It doesn't sound like you're ready for a party, Francis.

A party is you, me and Devi on a rainy night in Mayfair.

Your grand entry into Philadelphian society tonight's spectacle, just like this show.

How long do you think you can keep this going on?

- Money's of no concern.

- Then what is?

(scoffs)

Winning.

I saw you winning with Devi.

What are you doing here?

Calling all this attention to yourself.

We're not in London, anymore.

You're poking a bear.

I'm putting the bear down.

We're gonna be late for our appointment with the tailor.

I don't need another new suit.

I'm not gonna be in attendance for this one.

And why is that?

'Cause I feel like I'm watching a man carefully tie his own goddamn noose.

And I haven't been in America long enough to want to watch you hang.

(horse whinnies)

Georgia.

Are you okay?

We need to move the cargo.

What, they suspect we're a station?

But the sheriff said "fraud.

" The arrest was due to a family matter.

- I will handle it.

- Georgia.

We don't have time to waste.

I saw your papers.

You've been passing.

If you tell me what's going on, maybe I can help you.

It's none of your business.

MAN: Hey, nigger.

You ain't fooling nobody.

We're watching you.

- How dare you?

- Elizabeth, don't.

Let's just go inside.

MAN: Run and hide.

We'll be waiting.

What happened to you?

(grunts)

You used to be the best tracker south of the Ohio.

Now it looks like you couldn't find your dignity if I drew you a map.

Yet here I sit on a bucket of sh1t with a proposition for you.

As irony has it I think it's irony, anyway I have a need to track down your white whale.

Negro girl named Rosalee.

Mulatto, well-made.

I know who she is.

All you got to do to get your freedom back is take hers away.

(grunts)

Give him a bath before you put him on one of my horses.

(footsteps approaching)

Why didn't you tell us?

What would you have said if I had?

I would have told you that what you're doing is crazy.

Mm-hmm.

And you would've tried to stop me.

- Going on runs with Harriet - I need to learn - how to steal my family back.

- putting yourself and the baby in danger.

I was being careful.

Careful?

Rosalee, look at yourself.

You almost died.

What were you thinking?

I was thinking about this baby.

When I realized I was even carryin', I was already on the road with Moses, learnin' so much.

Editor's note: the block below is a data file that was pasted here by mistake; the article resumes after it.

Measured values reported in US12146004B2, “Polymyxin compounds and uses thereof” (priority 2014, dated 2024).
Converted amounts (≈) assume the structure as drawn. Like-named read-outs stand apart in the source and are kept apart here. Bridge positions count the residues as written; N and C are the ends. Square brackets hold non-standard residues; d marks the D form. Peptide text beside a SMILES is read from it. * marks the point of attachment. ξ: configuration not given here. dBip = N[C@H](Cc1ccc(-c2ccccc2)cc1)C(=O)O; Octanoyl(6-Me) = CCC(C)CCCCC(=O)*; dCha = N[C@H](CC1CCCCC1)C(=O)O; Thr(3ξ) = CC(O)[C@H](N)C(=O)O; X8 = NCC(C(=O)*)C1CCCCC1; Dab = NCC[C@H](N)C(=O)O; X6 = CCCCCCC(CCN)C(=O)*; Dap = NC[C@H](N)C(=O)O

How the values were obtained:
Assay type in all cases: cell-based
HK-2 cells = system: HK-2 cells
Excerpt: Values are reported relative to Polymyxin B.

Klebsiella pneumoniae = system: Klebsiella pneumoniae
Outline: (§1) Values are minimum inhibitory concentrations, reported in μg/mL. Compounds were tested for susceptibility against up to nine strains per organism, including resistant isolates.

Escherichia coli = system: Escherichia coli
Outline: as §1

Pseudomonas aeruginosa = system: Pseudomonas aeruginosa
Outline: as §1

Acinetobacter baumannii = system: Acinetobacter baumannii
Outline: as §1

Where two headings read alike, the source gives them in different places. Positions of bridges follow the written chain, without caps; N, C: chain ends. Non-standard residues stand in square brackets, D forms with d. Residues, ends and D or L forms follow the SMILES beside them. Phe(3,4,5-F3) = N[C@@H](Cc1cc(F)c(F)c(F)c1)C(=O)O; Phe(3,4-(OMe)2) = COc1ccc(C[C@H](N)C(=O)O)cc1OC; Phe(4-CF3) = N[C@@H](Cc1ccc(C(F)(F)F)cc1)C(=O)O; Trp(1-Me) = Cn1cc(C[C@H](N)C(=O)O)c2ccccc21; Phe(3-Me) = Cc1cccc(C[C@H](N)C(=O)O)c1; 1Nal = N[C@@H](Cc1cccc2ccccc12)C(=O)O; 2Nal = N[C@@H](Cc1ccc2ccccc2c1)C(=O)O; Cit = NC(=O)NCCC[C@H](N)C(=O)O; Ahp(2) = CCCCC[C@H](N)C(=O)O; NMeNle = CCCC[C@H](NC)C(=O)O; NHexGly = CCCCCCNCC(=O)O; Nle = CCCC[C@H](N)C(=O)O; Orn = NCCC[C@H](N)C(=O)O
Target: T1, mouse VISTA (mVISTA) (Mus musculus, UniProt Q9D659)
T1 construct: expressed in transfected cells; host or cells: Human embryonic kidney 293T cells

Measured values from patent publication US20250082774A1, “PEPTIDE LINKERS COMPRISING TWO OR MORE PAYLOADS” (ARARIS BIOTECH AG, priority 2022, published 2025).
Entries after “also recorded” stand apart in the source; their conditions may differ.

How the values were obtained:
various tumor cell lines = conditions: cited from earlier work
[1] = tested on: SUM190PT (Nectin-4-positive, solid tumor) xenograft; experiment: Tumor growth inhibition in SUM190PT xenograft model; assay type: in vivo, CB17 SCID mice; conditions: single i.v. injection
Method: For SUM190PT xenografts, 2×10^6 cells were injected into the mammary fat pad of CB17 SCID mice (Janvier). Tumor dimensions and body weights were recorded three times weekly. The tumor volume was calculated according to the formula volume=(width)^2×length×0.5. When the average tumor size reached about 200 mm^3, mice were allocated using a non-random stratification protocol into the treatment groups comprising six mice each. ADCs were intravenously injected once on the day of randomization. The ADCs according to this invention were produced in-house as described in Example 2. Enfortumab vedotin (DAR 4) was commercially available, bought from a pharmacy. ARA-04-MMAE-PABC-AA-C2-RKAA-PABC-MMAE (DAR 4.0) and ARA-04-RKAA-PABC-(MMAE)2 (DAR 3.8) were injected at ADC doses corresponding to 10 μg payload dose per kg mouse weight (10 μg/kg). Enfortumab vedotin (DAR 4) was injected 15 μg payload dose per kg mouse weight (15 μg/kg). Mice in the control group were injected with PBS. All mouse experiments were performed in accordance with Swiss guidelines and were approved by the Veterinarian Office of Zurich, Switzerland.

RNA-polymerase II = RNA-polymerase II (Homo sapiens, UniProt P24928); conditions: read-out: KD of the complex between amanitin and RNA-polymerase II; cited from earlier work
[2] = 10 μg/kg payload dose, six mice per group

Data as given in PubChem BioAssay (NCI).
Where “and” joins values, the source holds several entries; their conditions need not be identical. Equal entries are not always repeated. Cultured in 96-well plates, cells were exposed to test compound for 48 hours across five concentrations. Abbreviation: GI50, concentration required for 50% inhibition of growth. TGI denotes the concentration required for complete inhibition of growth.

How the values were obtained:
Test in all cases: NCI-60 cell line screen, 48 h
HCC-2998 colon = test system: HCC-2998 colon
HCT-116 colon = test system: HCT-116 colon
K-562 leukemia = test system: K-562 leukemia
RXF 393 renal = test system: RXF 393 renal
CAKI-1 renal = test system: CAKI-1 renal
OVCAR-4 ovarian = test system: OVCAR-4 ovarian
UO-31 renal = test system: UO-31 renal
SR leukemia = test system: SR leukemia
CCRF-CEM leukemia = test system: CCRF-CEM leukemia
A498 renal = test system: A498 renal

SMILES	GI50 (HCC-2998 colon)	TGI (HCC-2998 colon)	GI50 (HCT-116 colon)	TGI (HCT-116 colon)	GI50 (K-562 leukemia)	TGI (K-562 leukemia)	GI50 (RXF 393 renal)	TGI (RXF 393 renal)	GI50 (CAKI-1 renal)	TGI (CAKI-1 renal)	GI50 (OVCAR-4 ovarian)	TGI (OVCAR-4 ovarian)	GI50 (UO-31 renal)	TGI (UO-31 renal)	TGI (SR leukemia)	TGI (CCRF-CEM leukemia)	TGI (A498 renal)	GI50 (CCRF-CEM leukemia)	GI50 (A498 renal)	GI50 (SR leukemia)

This didn't even seem real.

It was still just me.

Everybody and everything I called home gone.

And I knew if I could learn a little more from Moses, maybe I could have it all back.

Then my belly started to grow, and it got very real.

Every time I saw myself holdin' this baby, Noah's baby, he was right there with me.

My mama was right there with me.

I need 'em, not just for me for both of us.

(sniffles)

I feel so scared.

(sniffles)

I can't do it alone.

Rosalee, listen to me.

You are not alone.

But if you kill this baby trying to get the rest of them back, you will be.

CLARA: Mama taught me how to make this 'fore she cross over on home to the ancestors.

I can't believe you ain't never had bread pudding.

Don't matter what I ain't had.

It's about what the massa ain't.

You ain't like the girls he used to, and that's good.

But I ain't like you.

They don't like dark skin.

How you think I got here?

(grunts)

You want me to get you some water?

I'm fine.

Come on, let me fix your hair.

What's wrong with it?

The hardest part ain't got nothin' to do with the way you look.

You got more than enough to get somebody into your bed, but you got to keep 'em there.

How I do that?

All men feel like nobody listen to them.

- That's where you start.

- Ooh, but what about Shut your mouth and listen.

That's how you find out what he love.

Then you let him teach you 'bout it.

Men like to feel like they showin' you things ain't nobody else has.

I just pretend I like whatever he like.

No.

You got to find something real in the lie.

It's only believable if there's a part of you in it.

You teach your daughter this here?

Nah.

I taught her to keep her head down.

I did it so she wouldn't have to.

And what happened to her?

She ran away.

(grunting)

I have to say, you haven't left behind much of a paper trail, Mr. Pullman.

My man in Georgia is usually pretty good at background work, but he found next to nothing on you.

Your father, on the other hand there was a bit more on him, his being military and all.

Dishonorable discharge from the Georgia Militia.

Did he not agree with President Jackson?

I ain't one much for history.

Yet here you are hunting an old bounty.

Huh.

What are you writin'?

I'm told you have a son.

PATTY: I can clean up the rest, thank you.

(clears throat)

Mmm.

I know you're thinkin' about that bottle.

When you're gonna get some.

That's good.

That's what I want.

A man who wants.

A man who needs.

A man who acts.

If I am going to cut a dog loose, especially where we're going, I am going to want a dog that can bite.

You can still bite, can't you?

I can write a letter, if you want.

To your son.

LUCAS: We'll ride out with the wagons in both directions.

If anyone's still watching the house, that should draw them away.

You wait 20 minutes, then move through the tunnel with the men.

Thad and Elliot, take one wagon.

You head east.

Elizabeth and I will go west.

Just like always, you ride like there's nothin' to hide.

You're going with them?

Two to a wagon makes more sense.

And they have no idea what they're riding into.

You didn't tell them.